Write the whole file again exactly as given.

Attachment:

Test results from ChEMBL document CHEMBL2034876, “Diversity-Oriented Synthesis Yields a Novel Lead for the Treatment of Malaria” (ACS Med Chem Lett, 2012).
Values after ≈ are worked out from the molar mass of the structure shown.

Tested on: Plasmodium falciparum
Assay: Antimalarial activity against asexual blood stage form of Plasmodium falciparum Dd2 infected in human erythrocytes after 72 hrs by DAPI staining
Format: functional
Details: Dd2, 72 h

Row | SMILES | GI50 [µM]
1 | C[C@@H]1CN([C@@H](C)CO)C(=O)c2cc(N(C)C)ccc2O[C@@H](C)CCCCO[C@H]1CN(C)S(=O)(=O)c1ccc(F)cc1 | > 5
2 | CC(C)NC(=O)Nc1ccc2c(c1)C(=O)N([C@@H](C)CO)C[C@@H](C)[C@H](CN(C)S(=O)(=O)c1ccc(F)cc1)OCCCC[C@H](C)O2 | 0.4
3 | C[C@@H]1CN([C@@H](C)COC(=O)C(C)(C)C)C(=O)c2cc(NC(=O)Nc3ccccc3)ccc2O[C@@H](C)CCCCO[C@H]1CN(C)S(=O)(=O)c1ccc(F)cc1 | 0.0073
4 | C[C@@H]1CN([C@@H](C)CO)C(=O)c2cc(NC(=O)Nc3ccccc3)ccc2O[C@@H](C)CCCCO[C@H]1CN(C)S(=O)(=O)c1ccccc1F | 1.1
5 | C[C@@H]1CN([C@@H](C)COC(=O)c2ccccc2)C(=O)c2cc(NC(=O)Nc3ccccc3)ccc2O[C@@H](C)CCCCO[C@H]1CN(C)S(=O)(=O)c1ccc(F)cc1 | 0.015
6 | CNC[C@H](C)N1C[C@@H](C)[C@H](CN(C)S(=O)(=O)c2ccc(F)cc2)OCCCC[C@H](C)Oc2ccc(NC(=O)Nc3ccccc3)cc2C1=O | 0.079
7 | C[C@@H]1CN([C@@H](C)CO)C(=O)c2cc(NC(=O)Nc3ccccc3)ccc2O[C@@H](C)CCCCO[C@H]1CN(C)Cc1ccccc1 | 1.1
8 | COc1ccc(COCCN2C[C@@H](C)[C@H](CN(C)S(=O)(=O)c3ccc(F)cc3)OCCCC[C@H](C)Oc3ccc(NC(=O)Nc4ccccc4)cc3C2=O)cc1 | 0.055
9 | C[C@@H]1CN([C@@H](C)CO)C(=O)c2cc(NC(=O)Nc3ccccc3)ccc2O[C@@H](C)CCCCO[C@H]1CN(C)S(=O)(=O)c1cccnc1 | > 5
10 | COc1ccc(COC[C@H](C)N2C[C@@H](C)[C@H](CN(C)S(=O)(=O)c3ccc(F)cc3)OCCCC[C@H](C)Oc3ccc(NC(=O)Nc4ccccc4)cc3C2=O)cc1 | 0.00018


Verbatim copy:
Test results from ChEMBL document CHEMBL2034876, “Diversity-Oriented Synthesis Yields a Novel Lead for the Treatment of Malaria” (ACS Med Chem Lett, 2012).
Values after ≈ are worked out from the molar mass of the structure shown.

Tested on: Plasmodium falciparum
Assay: Antimalarial activity against asexual blood stage form of Plasmodium falciparum Dd2 infected in human erythrocytes after 72 hrs by DAPI staining
Format: functional
Details: Dd2, 72 h

Row | SMILES | GI50 [µM]
1 | C[C@@H]1CN([C@@H](C)CO)C(=O)c2cc(N(C)C)ccc2O[C@@H](C)CCCCO[C@H]1CN(C)S(=O)(=O)c1ccc(F)cc1 | > 5
2 | CC(C)NC(=O)Nc1ccc2c(c1)C(=O)N([C@@H](C)CO)C[C@@H](C)[C@H](CN(C)S(=O)(=O)c1ccc(F)cc1)OCCCC[C@H](C)O2 | 0.4
3 | C[C@@H]1CN([C@@H](C)COC(=O)C(C)(C)C)C(=O)c2cc(NC(=O)Nc3ccccc3)ccc2O[C@@H](C)CCCCO[C@H]1CN(C)S(=O)(=O)c1ccc(F)cc1 | 0.0073
4 | C[C@@H]1CN([C@@H](C)CO)C(=O)c2cc(NC(=O)Nc3ccccc3)ccc2O[C@@H](C)CCCCO[C@H]1CN(C)S(=O)(=O)c1ccccc1F | 1.1
5 | C[C@@H]1CN([C@@H](C)COC(=O)c2ccccc2)C(=O)c2cc(NC(=O)Nc3ccccc3)ccc2O[C@@H](C)CCCCO[C@H]1CN(C)S(=O)(=O)c1ccc(F)cc1 | 0.015
6 | CNC[C@H](C)N1C[C@@H](C)[C@H](CN(C)S(=O)(=O)c2ccc(F)cc2)OCCCC[C@H](C)Oc2ccc(NC(=O)Nc3ccccc3)cc2C1=O | 0.079
7 | C[C@@H]1CN([C@@H](C)CO)C(=O)c2cc(NC(=O)Nc3ccccc3)ccc2O[C@@H](C)CCCCO[C@H]1CN(C)Cc1ccccc1 | 1.1
8 | COc1ccc(COCCN2C[C@@H](C)[C@H](CN(C)S(=O)(=O)c3ccc(F)cc3)OCCCC[C@H](C)Oc3ccc(NC(=O)Nc4ccccc4)cc3C2=O)cc1 | 0.055
9 | C[C@@H]1CN([C@@H](C)CO)C(=O)c2cc(NC(=O)Nc3ccccc3)ccc2O[C@@H](C)CCCCO[C@H]1CN(C)S(=O)(=O)c1cccnc1 | > 5
10 | COc1ccc(COC[C@H](C)N2C[C@@H](C)[C@H](CN(C)S(=O)(=O)c3ccc(F)cc3)OCCCC[C@H](C)Oc3ccc(NC(=O)Nc4ccccc4)cc3C2=O)cc1 | 0.00018